People take professional advice all the time, and rely on it. A professional who gives advice will normally not only have the appropriate qualifications but will also be covered by the firm’s professional indemnity policy, so that if their advice turns out to be negligent, the client can be compensated.
A person who acts on professional advice and suffers a loss can take action against the firm, but only if they can show they suffered the loss as a direct result of following the advice, that they would have acted differently had the advice not been given and that the giver of the advice owed them a duty of care.
In a recent case, a developer who proceeded with the purchase of a site which was later found to contain asbestos, the removal of which required significant expenditure, took action against the geotechnical experts who prepared the site report for the council that sold it the land.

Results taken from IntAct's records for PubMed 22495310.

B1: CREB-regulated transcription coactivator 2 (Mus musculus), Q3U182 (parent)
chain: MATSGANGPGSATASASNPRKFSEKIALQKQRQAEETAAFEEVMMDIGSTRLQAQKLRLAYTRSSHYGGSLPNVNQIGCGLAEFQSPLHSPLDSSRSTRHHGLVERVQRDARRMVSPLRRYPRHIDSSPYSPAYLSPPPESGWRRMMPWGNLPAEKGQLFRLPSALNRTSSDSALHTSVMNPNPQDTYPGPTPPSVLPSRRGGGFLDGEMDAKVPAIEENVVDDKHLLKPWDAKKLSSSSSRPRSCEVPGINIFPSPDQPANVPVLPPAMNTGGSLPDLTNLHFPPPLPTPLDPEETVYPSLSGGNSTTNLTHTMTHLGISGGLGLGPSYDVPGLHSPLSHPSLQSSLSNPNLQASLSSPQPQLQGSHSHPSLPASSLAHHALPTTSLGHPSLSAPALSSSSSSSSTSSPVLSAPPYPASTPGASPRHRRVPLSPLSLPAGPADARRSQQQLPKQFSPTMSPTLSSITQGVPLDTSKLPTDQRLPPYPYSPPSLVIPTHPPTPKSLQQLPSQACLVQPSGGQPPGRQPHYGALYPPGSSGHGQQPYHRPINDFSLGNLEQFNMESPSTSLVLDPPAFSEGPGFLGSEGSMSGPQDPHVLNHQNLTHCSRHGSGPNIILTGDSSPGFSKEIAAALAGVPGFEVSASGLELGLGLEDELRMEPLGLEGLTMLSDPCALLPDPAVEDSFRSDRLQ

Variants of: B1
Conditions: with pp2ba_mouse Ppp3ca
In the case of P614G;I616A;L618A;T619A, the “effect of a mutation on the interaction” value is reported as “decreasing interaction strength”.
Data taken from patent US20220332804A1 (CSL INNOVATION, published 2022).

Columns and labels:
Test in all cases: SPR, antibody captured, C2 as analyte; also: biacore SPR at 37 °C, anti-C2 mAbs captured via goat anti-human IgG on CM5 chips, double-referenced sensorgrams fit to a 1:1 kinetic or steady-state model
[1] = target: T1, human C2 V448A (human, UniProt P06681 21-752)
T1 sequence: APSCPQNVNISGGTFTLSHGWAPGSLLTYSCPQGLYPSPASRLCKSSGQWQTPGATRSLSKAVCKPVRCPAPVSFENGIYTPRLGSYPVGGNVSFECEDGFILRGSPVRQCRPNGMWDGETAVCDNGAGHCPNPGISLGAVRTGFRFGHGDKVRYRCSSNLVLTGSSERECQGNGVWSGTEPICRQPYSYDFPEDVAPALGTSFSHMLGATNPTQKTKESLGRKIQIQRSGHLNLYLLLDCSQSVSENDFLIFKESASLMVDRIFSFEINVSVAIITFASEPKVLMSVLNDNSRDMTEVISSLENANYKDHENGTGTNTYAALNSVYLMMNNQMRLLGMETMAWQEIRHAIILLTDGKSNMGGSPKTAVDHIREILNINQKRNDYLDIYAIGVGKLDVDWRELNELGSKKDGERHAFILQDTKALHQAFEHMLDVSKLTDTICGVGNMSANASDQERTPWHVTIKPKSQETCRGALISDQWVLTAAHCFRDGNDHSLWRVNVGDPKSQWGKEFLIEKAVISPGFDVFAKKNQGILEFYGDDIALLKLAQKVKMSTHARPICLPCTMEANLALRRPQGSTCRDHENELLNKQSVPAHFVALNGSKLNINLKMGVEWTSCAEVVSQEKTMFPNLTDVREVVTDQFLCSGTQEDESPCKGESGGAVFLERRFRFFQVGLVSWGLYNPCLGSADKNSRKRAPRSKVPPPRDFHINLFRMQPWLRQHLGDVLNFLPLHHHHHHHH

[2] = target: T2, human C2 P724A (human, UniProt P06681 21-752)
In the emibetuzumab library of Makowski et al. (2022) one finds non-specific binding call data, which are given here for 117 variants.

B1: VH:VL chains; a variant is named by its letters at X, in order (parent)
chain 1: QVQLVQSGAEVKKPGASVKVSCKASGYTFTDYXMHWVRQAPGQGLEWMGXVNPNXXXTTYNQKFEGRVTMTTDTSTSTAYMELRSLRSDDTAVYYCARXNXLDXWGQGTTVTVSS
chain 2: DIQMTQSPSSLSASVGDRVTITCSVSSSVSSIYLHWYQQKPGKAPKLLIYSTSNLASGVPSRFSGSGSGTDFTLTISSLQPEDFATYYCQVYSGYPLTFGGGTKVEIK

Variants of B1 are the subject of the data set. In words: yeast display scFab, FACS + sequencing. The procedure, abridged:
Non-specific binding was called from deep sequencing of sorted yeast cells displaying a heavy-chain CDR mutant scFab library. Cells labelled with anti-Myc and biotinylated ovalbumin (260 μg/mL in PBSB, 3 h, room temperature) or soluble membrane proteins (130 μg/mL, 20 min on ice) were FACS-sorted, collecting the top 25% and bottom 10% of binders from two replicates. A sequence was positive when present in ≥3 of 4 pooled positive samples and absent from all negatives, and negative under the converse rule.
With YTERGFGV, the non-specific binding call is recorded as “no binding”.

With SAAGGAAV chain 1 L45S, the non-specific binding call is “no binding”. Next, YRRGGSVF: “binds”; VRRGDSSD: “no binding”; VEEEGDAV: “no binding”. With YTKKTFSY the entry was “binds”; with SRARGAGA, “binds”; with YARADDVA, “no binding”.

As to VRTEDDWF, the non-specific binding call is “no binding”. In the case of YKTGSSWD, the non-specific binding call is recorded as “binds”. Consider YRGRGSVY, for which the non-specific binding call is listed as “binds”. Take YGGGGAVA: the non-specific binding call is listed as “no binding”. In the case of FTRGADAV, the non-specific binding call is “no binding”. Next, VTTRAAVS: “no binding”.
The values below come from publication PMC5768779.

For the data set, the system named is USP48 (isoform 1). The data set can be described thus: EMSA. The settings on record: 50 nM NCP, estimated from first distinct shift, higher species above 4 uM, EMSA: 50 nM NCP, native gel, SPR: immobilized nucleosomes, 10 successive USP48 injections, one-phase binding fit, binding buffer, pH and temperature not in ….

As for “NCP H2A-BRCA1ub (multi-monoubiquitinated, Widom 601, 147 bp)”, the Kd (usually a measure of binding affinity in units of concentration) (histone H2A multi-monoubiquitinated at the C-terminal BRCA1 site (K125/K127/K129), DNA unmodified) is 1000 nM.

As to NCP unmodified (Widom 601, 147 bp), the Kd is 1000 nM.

The geotechnical firm knew their report would be made available to potential purchasers, but stipulated that it was for the council’s use only and inserted a clause excluding third party rights and any liability for environmental contamination. As well as denying negligence, it denied it owed a duty of care to the purchaser.
The High Court agreed there was no duty of care and the claim could not therefore proceed.
The clear message for prospective purchasers of property is to make sure that legal rights are clear before the deal is completed. If additional comfort on any aspect of the property is needed, it should be obtained under a contract with clear terms.
Professional advice that comes from someone who does not owe you a duty of care will not normally give you a right of redress if it is wrong. At Healys, we can advise you how to protect yourself from unexpected losses in property contracts. Contact our Property Dispute experts on 020 7822 4000, or email email@example.com.